2002 Special Edition

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Contents

Contents

  • Cover jilid special edition.pdf
    Introduction to Special Issue
  • Vale Dr Sadamu Mino
  • Part 1 REFORM
  • Part 2 TOOLS
  • Part 3 SAFEGUARDS


Introduction

lan Johnston President,

REAAA

The Importance of Sharing Knowledge and Experiences

The history of mankind is a history of change, change in social focus and structure, change in economic form, and change in knowledge and technology. Initially, change was gradual but the rate of change has continued to increase. While we may like to think that the rate of change is now at its peak this is unlikely. What is certain, however, is that no nation has the time or resource to develop all its own solutions in isolation. We stand to gain enormously by learning from each other.

REAAA's long-term vision is "to be the most effective regional organisation providing members with technology interchange, transfer and services to promote a better future in road-related engineering". Similarly, the key value statement in our current strategic plan is to strongly believe in and be committed to professional knowledge sharing across international boundaries".

As a step towards realising this vision REAAA initiated planning for a special short course for senior road asset managers from nations throughout our region. The short course, which was two years in the planning, was conducted in Bangkok, Thailand between 7 and 9 May 2001.

Special thanks are due to:

  • the Asian Development Bank, which provided a grant to meet delegate travel and accommodation costs; provided three speakers and assisted in planning. I also single out the special contribution of Charles Melhuish.
  • The World Bank, which provided three speakers, met the costs of an expert lecturer and assisted in planning. Here, I single qut the special contribution of William Paterson.
  • REAAA Council , which met the costs of one speaker and of executive assistance.
  • The Road Engineering Association of Malaysia, which sponsored delegates and organised an additional self-funded delegation from Malaysia.
  • The New Zealand Chapter of REAAA, which sponsored a delegate from Fiji.
  • Transit New Zealand, which met the costs of one speaker.
  • ARRB Transport Research Ltd (Australia) which met the costs of one speaker.
  • The Roads Association of Thailand, which made all of the local arrangements and facilitated the smooth running of the short course.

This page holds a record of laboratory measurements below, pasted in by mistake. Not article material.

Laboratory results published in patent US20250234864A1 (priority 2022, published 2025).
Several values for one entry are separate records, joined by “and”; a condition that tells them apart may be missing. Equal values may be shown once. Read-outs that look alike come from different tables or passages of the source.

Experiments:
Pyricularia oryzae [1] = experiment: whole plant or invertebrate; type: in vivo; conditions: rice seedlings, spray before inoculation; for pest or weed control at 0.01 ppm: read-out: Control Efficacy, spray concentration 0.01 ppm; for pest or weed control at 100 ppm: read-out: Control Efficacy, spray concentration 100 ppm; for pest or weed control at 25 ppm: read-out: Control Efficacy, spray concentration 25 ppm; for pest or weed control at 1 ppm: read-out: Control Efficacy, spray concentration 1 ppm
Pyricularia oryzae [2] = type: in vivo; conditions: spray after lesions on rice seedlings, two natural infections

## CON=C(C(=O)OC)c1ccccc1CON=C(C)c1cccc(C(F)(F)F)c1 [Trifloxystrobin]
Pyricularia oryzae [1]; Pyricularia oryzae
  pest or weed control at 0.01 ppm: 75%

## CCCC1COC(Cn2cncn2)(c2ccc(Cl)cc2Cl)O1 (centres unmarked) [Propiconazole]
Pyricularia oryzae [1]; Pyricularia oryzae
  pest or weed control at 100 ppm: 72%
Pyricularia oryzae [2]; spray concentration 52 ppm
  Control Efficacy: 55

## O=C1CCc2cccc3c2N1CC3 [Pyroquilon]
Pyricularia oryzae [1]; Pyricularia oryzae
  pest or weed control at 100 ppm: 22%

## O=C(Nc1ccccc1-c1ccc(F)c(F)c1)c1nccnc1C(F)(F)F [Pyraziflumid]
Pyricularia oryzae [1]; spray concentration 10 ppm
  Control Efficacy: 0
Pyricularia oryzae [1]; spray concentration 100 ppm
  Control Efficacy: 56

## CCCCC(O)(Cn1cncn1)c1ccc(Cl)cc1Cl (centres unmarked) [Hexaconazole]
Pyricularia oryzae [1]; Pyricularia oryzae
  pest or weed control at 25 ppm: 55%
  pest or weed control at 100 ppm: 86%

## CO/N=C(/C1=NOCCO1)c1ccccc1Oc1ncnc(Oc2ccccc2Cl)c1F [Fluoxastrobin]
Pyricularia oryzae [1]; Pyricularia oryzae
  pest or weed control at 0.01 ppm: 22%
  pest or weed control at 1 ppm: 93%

The Course in Outline

Almost 50 senior road asset managers from some 29 countries took part with 1 0 expert speakers presenting the course material and facilitating the workshops. The course had the following structure:

Day 1 - Reform

  • Role of roads in developing economies
  • International trends in road management reform
  • Reforms in road financing


Day 2- Tools

  • Achieving mandates for reform
  • Strategic planning and resource allocation
  • Systems for decision support


Day 3 - Safeguards

  • Road and traffic safety
  • Environmental, social and poverty impacts
  • Management and governance issues


Making the Material More Widely Available

The short course participants unanimously judged the course of great value, so REAAA decided there was merit in presenting as much of the material as possible to a wider audience.

The course was a combination of lectures and interactive workshops. Unfortunately, it was not possible to capture the many streams of discussion from the workshops. Further, even with the lectures, there were not always formal course papers. We had prevailed upon a panel of international experts'to present material and they had willingly done so. For the most part, however, their lectures consisted of PowerPoint presentations and they had not been asked to prepare formal papers. Given what they had already contributed, we were not prepared to impose upon them the onerous task of turning their presentations into extensive formal papers. Fortunately, such papers existed for some presentations. For others, but not all, it was possible to prepare an implied text by linking the PowerPoint presentations together. We were thus able to prepare an incomplete, but nevertheless useful , set of reference materials. The exclusion of particular presentations reflects only the unavailability of a text on the short timeframe available. All participants were provided with a CD containing the available presentations whether in text or PowerPoint form. Readers who would like access to those presentations are invited to contact REAAA headquarters in Kuala Lumpur.

I am indebted to Mr Kieran Sharp of ARRB Transport Research Ltd. (Australia) for his invaluable editorial work in putting this volume together. At the same time, however, I accept full responsibility for any errors in the 'translation' process through which we converted some PowerPoint presentations to papers.

Finally, given the size of this volume, REAAA chose to publish only one issue of its Journal for 2001, hence this Volume 9 contains both issue Numbers 1 and 2. We will return to our standard publication format in 2002.

I trust readers find this special issue a valuable resource.


for the full journal, please download here Pdf icon2.png